Twitter/@RPreslanEvery year, ESPN college basketball analyst Joe Lunardi is tasked with putting together what he thinks will be the exact bracket that the NCAA selection committee will release on Selection Sunday. And given the Worldwide Leader’s influence, many fans take what he produces as fact. Sometimes it slips your mind that what he says isn’t actually official.To his credit, Lunardi has nailed all 68 (or 64, previously) teams a number of times. So how did he do in 2015? Well, Lunardi actually missed two teams this year. He had both Temple and Colorado State in the field, and omitted Indiana and UCLA. Of course, the Hoosiers and the Bruins were by far the most controversial inclusions this year.Lunardi got all four 1-seeds correct, and all four 2-seeds. He had Baylor as a 4-seed, with Maryland as a 3-seed, which in the real bracket, was reversed. Overall though, he did an incredible job. Almost every team in his field was within one seed line of where it actually wound up. Here’s his bracket. You can see the real NCAA Tournament bracket here. So yes, Joe Lunardi, is still good at his job. Now we just have to figure out what’s going on with his hair.
The children’s section at the giant Consumer Electronics Show this week touted “innovations that enable 21st century kids to learn and play smarter than ever.” This document is subject to copyright. Apart from any fair dealing for the purpose of private study or research, no part may be reproduced without the written permission. The content is provided for information purposes only. Citation: Gadgets for kids still big at tech show despite concerns (2018, January 12) retrieved 18 July 2019 from https://phys.org/news/2018-01-gadgets-kids-big-tech.html The ZIB-Z Intelligent Robot for kids offering various functions including entertainment and education, including language translation, is seen at the 2018 Consumer Electronics Show France-based Kolibree shows off a toothbrush that uses augmented reality and a smartphone application to make a game of children brushing their teeth during CES 2018 The electronics show has long featured devices for children, and exhibitors typically plan their displays and products many months in advance.But the show opened just amid fresh fears that too much technology may be harmful for children.In the United States, the nonprofit group Common Sense Media found 95 percent of US households have a mobile device in the home. Screen time has been shifting, the group said, from television to mobile devices.Earlier this week, two large shareholders urged Apple to study whether iPhones are proving addictive for children and if intensive use of the smartphones may be bad for their mental health.The investors cited a recent study suggesting children are negatively distracted by digital technologies in the classroom.Apple, which is not present at CES but whose system is used by many app developers, said in a statement it “has always looked out for kids, and we work hard to create powerful products that inspire, entertain, and educate children while also helping parents protect them online.”At CES, Ahren Hoffmann of the American Specialty Toy Retailing Association, said determining how much technology to use for kids is “all about balance.””We want to make sure that our kids today are both getting outside and play, and that they are playing with traditional toys, that they’re playing board games, but they’re also using iPads and tech toys, and learning about coding and other things that are happening in the world around us today,” she told AFP at the show. The timing may have been unfortunate following revived concerns of the dangers of too much technology for young children.But as the debate swirled, exhibitors at the Las Vegas extravaganza sought to showcase devices aimed at health, education and entertainment for youngsters, including educational robots.Pai Technology introduced its interactive storybooks for children, which use virtual reality and according to its website “encourages a love of reading” and offers “thoughtful stories.”Amy Braun, marketing director for the group, acknowledged concerns about kids and technology but said these devices still have value.”Technology is here to stay, and it’s important to expose our children to technology but in beneficial ways,” she said.”We really focus on making sure that the time that we put it in front of our children is all about learning and development. And it’s not either or.”Braun said parents must decide on appropriate limits for screen exposure and other technology usage.Chinese startup Dragon Touch unveiled its colorful tablet computer aimed at kids between three and six years old, with educational apps and parental controls.Dragon Touch’s Lei Guo said the tablets may be valuable but also suggested parents supervise their use.”I really don’t want my kids to spend too much time on the internet,” he said.”So that’s why we also have the parent control mode, so that the parents can set a time, for example maybe 30 minutes per day.” Screen time before bed linked with less sleep, higher BMIs in kids © 2018 AFP Augmented reality toothbrushAn augmented reality toothbrush meanwhile introduced by French startup Kolibree allows children to look at a smartphone or tablet screen to motivate and educate them about oral hygiene.”With image analysis, the application detects the brushing motion,” Kolibree’s Leonie Williamson. The device makes brushing a game, enabling kids to earn points by holding and using the toothbrush correctly.Williamson said the toothbrush would not be a big contributor to too much screen time for kids: “It’s just three brushings of two minutes each day.” Explore further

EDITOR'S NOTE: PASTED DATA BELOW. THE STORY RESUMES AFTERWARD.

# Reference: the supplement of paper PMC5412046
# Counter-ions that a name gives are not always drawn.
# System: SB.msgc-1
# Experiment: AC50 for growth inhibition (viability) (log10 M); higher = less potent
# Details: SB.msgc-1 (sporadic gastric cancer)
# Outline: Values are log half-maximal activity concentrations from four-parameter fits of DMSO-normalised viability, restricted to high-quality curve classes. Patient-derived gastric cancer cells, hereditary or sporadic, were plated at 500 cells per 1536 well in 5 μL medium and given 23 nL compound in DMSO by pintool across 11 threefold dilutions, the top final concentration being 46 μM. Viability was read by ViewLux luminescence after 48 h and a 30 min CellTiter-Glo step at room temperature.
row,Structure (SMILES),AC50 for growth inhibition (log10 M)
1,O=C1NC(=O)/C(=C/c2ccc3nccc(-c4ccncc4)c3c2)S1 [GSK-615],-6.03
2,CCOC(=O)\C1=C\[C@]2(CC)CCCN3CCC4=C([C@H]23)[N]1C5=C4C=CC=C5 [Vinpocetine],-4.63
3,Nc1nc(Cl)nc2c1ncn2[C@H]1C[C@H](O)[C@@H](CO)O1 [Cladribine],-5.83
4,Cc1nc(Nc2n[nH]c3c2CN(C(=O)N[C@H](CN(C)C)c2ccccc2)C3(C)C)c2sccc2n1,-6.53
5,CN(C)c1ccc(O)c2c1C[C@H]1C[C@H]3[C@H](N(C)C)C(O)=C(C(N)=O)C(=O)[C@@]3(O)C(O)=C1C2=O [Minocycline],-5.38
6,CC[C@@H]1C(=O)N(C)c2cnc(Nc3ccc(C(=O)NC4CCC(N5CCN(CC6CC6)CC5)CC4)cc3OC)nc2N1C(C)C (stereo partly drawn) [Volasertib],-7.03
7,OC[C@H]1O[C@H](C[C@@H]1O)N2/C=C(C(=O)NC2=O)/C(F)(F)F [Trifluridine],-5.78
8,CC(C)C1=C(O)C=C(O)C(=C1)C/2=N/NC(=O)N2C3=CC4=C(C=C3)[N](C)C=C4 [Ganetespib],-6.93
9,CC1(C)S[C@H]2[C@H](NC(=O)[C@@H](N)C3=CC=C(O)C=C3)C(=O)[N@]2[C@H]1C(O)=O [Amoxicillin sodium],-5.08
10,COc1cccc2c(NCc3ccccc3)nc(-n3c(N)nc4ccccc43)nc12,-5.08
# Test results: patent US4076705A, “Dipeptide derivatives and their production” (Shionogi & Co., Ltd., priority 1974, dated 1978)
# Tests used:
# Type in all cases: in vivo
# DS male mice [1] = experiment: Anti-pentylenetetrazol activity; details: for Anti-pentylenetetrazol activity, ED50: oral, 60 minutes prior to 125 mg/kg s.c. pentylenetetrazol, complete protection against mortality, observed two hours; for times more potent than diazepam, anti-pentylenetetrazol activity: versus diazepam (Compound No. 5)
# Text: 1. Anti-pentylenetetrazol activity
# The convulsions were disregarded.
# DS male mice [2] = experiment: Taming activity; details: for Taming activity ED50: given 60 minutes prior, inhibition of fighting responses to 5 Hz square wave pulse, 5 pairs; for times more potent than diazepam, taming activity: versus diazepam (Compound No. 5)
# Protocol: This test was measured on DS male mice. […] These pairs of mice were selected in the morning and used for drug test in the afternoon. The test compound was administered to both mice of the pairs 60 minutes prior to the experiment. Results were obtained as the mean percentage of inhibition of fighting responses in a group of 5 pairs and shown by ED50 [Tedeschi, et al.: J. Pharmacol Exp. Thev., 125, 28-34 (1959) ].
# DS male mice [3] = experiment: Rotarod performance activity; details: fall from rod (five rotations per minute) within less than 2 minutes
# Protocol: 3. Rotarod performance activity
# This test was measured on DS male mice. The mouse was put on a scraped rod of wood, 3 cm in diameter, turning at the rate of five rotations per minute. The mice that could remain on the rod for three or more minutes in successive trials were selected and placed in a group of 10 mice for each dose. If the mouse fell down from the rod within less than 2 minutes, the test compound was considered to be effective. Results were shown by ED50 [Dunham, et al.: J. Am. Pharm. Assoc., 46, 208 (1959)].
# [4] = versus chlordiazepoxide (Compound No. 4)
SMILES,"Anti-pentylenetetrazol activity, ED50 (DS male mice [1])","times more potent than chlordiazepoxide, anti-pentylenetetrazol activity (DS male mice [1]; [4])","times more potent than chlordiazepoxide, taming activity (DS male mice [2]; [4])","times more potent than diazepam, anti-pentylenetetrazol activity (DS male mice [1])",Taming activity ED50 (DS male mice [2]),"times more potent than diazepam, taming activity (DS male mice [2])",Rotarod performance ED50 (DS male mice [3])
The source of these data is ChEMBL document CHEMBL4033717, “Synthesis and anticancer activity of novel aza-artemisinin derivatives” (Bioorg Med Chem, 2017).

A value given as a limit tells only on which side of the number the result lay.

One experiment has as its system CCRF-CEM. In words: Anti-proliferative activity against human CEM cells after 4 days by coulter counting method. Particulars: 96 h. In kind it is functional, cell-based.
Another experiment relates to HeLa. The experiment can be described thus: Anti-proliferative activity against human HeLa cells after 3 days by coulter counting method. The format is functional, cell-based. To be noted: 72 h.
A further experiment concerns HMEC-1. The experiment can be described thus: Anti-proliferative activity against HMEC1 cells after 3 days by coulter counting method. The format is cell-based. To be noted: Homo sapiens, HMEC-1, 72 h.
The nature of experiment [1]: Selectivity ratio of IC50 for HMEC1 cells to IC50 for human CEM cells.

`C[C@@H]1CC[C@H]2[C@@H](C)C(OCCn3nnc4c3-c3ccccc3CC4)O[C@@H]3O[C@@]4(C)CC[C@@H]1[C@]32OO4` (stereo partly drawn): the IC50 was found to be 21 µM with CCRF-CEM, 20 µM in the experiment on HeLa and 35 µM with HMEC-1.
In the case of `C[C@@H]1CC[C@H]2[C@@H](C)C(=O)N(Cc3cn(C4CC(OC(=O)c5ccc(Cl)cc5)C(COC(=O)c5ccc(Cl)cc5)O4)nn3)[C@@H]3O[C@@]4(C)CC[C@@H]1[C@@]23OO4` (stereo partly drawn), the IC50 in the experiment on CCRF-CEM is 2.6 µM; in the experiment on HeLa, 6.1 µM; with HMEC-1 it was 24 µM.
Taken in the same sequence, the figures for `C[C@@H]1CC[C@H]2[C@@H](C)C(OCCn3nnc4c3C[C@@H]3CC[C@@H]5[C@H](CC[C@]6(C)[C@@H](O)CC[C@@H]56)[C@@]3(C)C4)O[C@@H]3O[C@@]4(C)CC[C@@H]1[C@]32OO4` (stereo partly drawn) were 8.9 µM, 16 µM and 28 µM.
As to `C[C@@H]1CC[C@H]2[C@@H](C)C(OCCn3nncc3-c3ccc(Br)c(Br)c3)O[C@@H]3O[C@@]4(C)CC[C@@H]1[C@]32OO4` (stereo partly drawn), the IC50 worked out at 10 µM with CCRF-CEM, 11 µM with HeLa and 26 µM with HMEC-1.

Enormous salary expectations—driven by the Bay Area’s soaring cost of living and competition from well-paying giants such as Google and Facebook—have made it too expensive for a growing number of local startups to recruit employees here. Others say the workers they do have want to leave, frustrated by their inability to buy a home as the region grapples with a chronic housing shortage.Now local startups increasingly are opening satellite operations in cheaper markets—no longer expecting all their employees to congregate in one Silicon Valley office for work, free food and ping-pong. It’s a cultural shift shaking up the startup eco-system that has long been credited with powering Silicon Valley’s iconic tech industry.”As we’ve been looking to hire, we’re running into the same issue that everyone else is running into—in that the Bay Area is broken,” said Michael Dougherty, co-founder and CEO of San Mateo, Calif.-based advertising tech startup Jelli.Jelli, founded in 2009, opened a satellite office last June in Boise, Idaho, where Dougherty says average salaries are about a third lower than the Bay Area. The startup has 10 people in the office so far and plans to add another 30 or 40.”The community’s cool,” Dougherty said. “There’s a lot of really great folks there.”As with many startups that operate satellite offices outside Silicon Valley, Jelli’s 30 employees in San Mateo generally make more than their counterparts in Boise, Idaho. But the money goes farther in Boise.The median home value in Boise is $236,200—compared to $1.3 million in San Francisco, $1.1 million in San Jose and $755,600 in Oakland, according to Zillow.San Francisco-based startup UrbanSitter, which runs an online platform for on-demand babysitters, recently started recruiting engineers in Portland, Oregon. About two years ago, one of their top engineers said he was moving to Portland because he wanted to a buy a home in the Bay Area and couldn’t. Not wanting to lose him, the company let him work remotely from his new home. The next year, two more UrbanSitter engineers announced within a week of one another that they, too, were moving to Portland in search of cheaper real estate. “We said, listen, maybe this is a huge opportunity for us,” UrbanSitter co-founder CEO Lynn Perkins said. “Maybe we should open an office in Portland.”UrbanSitter now has four engineers in a WeWork space in Portland—about a third of its engineering team. The company invested in Zoom video conferencing technology to bridge the 600-mile gap between the two offices and tries to share the fun events that have come to be synonymous with startup culture. Workers in Portland and San Francisco connect via video chat for lunches, happy hour drinks with online trivia games, and even the occasional in-office yoga session.Those efforts help, but working in the satellite space isn’t the same as being in the main office, said UrbanSitter lead engineer Travis Dobbs, who moved from the Bay Area to Portland in October.”I would say there definitely is a small bit of longing,” he said. “You feel like you’re missing out a little bit on things that are happening in San Francisco.”Dobbs was fed up with renting a tiny, two-bedroom home in Berkeley with his wife, two kids and their dog. The family was so short on space that their son, now 1, slept in a room with Dobbs and his wife, and the dining room also served as the kids’ playroom and an office. Shortly after moving to Portland, the family bought a five-bedroom house for just over $700,000. Now the kids each have their own room and a yard to play in.Seeking talent outside the Bay Area is a major change, because Silicon Valley remains one of the world’s premier tech talent pools, said Chris Nicholson, co-founder and CEO of open-source artificial intelligence startup Skymind. From the company’s inception more than three years ago, Skymind’s founders decided they weren’t going to limit hiring to the San Francisco headquarters. Now about six of their 37 employees are in the Bay Area. They also have large engineering teams in Japan and the Ukraine and other workers scattered in Canada, Australia, Germany, India, Ohio, Tennessee and Los Angeles.Nicholson says not paying everyone Silicon Valley wages is saving the company millions annually—a sum that can make or break a fledgling startup.”It’s a painful decision to make,” he said, “but we did that to increase the likelihood of our survival as a company.”Remote working is becoming increasingly viable as Silicon Valley shifts its focus from hardware—and the silicon chips that gave the region its name—to software and app development, Nicholson said. Engineers can code from anywhere, and there’s no shipping costs associated with transporting their code around the globe.”Startups that decide to keep all their employees physically in one office in the Bay Area,” Nicholson said, “by default become vehicles that transfer cash from venture capitalists to Bay Area landlords.”Toni Schneider, a partner at San Francisco-based venture capital firm True Ventures, said nearly every company his team invests in has some remote workers—it’s become a “best practice” for a Silicon Valley startup. Schneider is the former CEO of Automattic, the company behind the WordPress blogging website, which started 12 years ago with a mostly remote team of employees who worked from home. Over time, Schneider said, Automattic began attracting tech talent who lived in the Bay Area but wanted to leave, and those who wanted to stay in the Bay Area but ditch their nasty commutes.”We never had a problem finding people,” Schneider said, “whereas every single startup in San Francisco, we ask them what their biggest problem is, and it’s always hiring. And that’s directly related to the cost of living.” Startup aims to poach workers at tech bus stops Citation: ‘The Bay Area is broken’: Why Silicon Valley startups are hiring elsewhere (2018, April 20) retrieved 18 July 2019 from https://phys.org/news/2018-04-bay-area-broken-silicon-valley.html Credit: CC0 Public Domain Explore further Silicon Valley may be the world’s tech paradise, but it’s a hiring nightmare for many local startups now forced to venture from Portland to Boise in search of talent. ©2018 The Mercury News (San Jose, Calif.) Distributed by Tribune Content Agency, LLC. This document is subject to copyright. Apart from any fair dealing for the purpose of private study or research, no part may be reproduced without the written permission. The content is provided for information purposes only.